this pretty well sums up the semi's

pound cat

Nadal is gracious as usual, Federer even makes small jokes

Tennis Magazine

IW: "What the Hell"
Posted 03/22/2008 @ 11 :19 PM

You never know what the future will bring, but going into 2008 few of us could have conceived of one in which Roger Federer and Rafael Nadal became semifinal fodder. That’s what the two best players in the world have been in the two biggest tournaments of the year so far. First in Melbourne and now in Indian Wells, Federer and Nadal were both drummed out in the semis in straight sets. Today it was by the identically eye-popping scores of 3 and 2.

Eye-popping, yes, but what do these losses by Fed and Rafa mean for the top of the men’s game going forward? In some ways the results are anomalies. Neither guy is going to start losing 3 and 2 to anyone on a regular basis, and neither is likely to make a habit of getting blown out by Jo-Wilfried Tsonga or Mardy Fish. But the cracks in both of their armors grew a few new branches today.

First up was Nadal versus Novak Djokovic, the man who is hunting the No. 2 ranking that the Spaniard has held for three years. This was a 1:00 match on a 90-degree day, the kind of afternoon I associate with a classic grind-the-other-guy-into-the-dust performance by Nadal. But it was Djokovic who was sharp in the opening game. After a few early hiccups, he controlled the middle of the court for the rest of the day and watched as a demoralized and weary Nadal sprayed and shanked his way off the court as fast as possible.

In the second set, Nadal played as badly as I’ve ever seen him play. The comparison that comes to mind is his loss to Youzhny at the U.S. Open in 2007, but even then he seemed more spirited. Against Blake two days ago, he had attacked his returns; today he was passive with them, and he hit short with both his ground strokes. But even at his worst, he never caves and hits a half-hearted, all-or-nothing drop shot the way he did when he was down a break point at 2-4 in the second set. It landed in the bottom of the net and, the match now essentially over, Nadal marched straight to his chair on the sidelines. This followed a series of horrid frame shots and routine misses from both ground stroke wings. Nadal said he was tired, and he had a right to be after his last two matches. But it doesn’t hide the fact that he was also demoralized by Djokovic’s canny, tricky, complete game—the Serb was the better player in every facet of the match.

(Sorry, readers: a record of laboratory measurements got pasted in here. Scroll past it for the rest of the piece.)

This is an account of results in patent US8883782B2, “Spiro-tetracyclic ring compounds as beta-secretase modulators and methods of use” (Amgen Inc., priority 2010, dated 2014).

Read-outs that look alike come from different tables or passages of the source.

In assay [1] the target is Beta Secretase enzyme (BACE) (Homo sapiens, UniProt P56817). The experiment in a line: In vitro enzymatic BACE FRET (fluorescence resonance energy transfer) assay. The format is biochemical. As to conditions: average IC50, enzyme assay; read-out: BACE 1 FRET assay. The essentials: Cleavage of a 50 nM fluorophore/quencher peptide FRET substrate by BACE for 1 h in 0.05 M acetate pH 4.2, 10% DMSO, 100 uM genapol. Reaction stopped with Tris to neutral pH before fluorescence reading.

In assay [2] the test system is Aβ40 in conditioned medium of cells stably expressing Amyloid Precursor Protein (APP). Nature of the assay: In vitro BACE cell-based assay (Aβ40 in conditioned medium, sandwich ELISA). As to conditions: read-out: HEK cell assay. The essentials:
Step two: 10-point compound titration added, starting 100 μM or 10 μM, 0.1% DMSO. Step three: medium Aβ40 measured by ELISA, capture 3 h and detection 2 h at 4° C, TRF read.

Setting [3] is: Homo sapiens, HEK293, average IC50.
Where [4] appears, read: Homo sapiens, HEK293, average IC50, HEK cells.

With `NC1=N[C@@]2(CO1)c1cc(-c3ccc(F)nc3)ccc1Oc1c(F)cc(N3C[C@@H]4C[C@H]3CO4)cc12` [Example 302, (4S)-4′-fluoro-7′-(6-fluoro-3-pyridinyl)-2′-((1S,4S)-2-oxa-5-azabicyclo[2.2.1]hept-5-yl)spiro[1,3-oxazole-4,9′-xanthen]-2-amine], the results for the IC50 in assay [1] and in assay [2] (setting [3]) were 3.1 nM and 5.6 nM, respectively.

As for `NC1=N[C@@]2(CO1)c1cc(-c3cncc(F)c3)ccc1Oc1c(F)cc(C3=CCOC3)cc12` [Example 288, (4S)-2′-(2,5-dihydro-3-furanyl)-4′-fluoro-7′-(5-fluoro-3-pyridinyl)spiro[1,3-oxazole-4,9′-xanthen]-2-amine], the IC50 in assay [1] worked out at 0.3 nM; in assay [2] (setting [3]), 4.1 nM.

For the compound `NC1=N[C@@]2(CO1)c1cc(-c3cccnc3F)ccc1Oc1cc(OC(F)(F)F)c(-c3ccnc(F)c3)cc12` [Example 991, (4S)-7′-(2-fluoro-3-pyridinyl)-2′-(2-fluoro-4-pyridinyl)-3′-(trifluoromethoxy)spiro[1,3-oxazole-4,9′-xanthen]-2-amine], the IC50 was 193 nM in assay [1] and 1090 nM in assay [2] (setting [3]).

Through the first set, the two seemed ready to showcase baseline tennis at its best. They fought carefully to carve out a space in the middle of the court that would eventually allow them to get a look at a ball they could aim toward the corners. They were each trying to find a way around the other’s defenses, Nadal with high-kicking topspin, Djokovic by hitting line drives on the rise. The test would be, Who could create the opportunities to hit outside the center of the court, and who could deliver when they got that chance?

In both cases it was Djokovic. He got on top of Nadal’s topspin with his backhand, but even more impressive was how well he defended with his forehand. Typically Nadal takes control of a point with an inside-out forehand that forces his opponent far to his right. Djokovic used a wide-open stance to return those balls, which left him with an easy recovery back to the center of the court. Nadal couldn’t get him scrambling and couldn’t find a safe way to dictate points. The errors started to fly.